Size Matters: Men And Belly Fat

Big bellies bring big risks, especially for men diagnosed with prostate cancer, warns Dr. David Samadi, leading robotic prostatectomy surgeon.

Oct 24, 2012, 07:37 ET from Dr. David Samadi

NEW YORK, Oct. 24, 2012 /PRNewswire/ -- Winter's just around the corner, but colder temps are no excuse for hibernating or storing extra fat. Unlike our grizzly counterparts, big bellied men are actually carrying around some pretty "big" health concerns. "As your waistline grows, so do the risks," cautions prostate cancer expert, Dr. David Samadi, who has successfully performed more than 4,000 SMART robotic prostate removal surgeries, many on overweight men.

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Abdominal fat or visceral fat, is the spare tire that collects around the middles of men and women. In men, a waist circumference greater than 40 inches is considered high risk and medical research continues to quantify exactly what those belly fat risks are. Chief among the belly beasts are cardiac disease, high blood pressure, stroke, type 2 diabetes, sleep apnea, sexual dysfunction and erectile dysfunction (ED), and even certain cancers that include prostate cancer.

What Is Metabolic Syndrome?

"Metabolic Syndrome is a medical diagnosis for what occurs in an obese body. We're no longer making generalizations about the health risks of obesity," explains Dr. Samadi, "instead we're quantifying exactly how weight and, in this case, visceral fat directly damages organs, glands, and overall functioning."

Metabolic Syndrome proves that visceral fat isn't just along for the ride. "Men with unhealthy amounts of stomach fat experience significant changes in chemical and hormonal balances. And geographically, belly fat has prime real estate for damaging essential organs and glands," Dr. Samadi says.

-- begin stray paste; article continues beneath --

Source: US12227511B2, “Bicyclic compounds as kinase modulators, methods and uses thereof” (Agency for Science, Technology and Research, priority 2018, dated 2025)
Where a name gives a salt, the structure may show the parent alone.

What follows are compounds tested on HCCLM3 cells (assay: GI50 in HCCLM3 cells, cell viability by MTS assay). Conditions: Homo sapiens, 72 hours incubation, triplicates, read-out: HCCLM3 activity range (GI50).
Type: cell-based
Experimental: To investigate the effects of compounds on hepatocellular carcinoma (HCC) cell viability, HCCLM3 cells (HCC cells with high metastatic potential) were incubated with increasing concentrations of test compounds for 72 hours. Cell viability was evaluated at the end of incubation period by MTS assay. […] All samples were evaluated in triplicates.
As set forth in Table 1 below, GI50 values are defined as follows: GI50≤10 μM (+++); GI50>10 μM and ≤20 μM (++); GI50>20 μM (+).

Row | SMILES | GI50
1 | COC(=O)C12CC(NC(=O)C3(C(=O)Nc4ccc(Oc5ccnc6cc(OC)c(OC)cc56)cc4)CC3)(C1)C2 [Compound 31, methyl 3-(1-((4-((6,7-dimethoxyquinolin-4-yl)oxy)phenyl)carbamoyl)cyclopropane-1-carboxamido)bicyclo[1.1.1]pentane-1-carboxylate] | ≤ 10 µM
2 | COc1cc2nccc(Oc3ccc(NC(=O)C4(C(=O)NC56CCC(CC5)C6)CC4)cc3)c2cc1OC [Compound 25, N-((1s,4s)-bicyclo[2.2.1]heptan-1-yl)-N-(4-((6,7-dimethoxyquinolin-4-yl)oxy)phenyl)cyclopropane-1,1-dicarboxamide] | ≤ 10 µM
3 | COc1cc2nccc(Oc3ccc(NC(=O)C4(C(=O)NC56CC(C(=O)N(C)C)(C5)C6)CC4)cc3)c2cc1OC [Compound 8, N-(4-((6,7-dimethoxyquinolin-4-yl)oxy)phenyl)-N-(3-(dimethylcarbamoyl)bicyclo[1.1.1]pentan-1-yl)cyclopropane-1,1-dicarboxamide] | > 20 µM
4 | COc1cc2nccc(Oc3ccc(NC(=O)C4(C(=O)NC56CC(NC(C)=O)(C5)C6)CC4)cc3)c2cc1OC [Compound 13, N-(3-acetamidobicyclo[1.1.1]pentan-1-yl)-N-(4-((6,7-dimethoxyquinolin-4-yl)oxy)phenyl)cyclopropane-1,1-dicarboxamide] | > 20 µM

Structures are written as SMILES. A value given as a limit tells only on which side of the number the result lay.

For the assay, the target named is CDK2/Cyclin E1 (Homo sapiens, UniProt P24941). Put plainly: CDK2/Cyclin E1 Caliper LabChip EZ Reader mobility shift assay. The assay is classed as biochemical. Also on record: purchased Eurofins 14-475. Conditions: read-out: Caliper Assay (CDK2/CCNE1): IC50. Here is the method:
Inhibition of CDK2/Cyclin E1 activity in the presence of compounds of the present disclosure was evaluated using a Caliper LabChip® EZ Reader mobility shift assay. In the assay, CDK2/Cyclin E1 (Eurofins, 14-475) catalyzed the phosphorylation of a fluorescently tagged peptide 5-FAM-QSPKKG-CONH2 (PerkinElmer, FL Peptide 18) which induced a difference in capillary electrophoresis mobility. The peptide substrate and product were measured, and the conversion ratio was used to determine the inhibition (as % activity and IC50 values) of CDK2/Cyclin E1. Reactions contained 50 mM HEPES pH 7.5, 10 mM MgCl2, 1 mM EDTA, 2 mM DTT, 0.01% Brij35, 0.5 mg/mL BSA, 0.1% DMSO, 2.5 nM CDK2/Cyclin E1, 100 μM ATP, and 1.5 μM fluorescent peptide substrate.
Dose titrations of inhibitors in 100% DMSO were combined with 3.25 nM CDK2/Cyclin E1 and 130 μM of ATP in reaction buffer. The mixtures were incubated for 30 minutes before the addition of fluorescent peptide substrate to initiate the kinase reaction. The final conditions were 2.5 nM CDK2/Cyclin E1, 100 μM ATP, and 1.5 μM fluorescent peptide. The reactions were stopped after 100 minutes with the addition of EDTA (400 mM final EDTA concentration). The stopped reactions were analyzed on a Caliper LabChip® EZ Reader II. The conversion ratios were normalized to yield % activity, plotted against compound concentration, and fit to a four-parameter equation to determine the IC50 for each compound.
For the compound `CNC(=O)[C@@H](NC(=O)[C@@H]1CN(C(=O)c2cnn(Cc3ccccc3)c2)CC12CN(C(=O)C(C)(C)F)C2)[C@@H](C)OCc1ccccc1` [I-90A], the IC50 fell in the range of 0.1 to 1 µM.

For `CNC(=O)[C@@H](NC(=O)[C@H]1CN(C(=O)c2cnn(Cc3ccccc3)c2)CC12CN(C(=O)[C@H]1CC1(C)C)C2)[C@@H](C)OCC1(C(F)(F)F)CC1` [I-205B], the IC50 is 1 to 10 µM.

Belly Fat And Prostate Cancer

A new look at Metabolic Syndrome and prostate cancer by researchers at Umea University in Sweden found that weight-related health factors can significantly increase risk of death from prostate cancer. Those with the highest BMIs (Body Mass Indexes) had a 36% increased risk of prostate cancer death and those with the highest blood pressures had a 62% increased risk.

The study does not prove that belly fat causes prostate cancer, but it makes clear connections between the health risks of excess weight and increased prostate cancer death rates, leading researchers to assume that visceral fat may speed the progression of the disease. The study of nearly 300,000 men appears this week in the journal Cancer.

"Considering that one-third of Americans are obese and significantly more are overweight, stomach fat becomes an important consideration pre- and post-prostate cancer diagnosis," says Dr. Samadi, "Men without cancer have an great opportunity to optimize their wellness by eating right and exercising. Once diagnosed with prostate cancer, those with excess weight should seriously consider immediate, definitive treatment like robotic prostatectomy surgery to remove the prostate cancer before fatty chemicals might accelerate things."

As Vice Chairman, Department of Urology and Chief of Robotics and Minimally Invasive Surgery at The Mount Sinai Medical Center in New York, Dr. David Samadi performs each robotic prostatectomy himself and welcomes higher risk patients, such as those that are considered obese.

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SOURCE Dr. David Samadi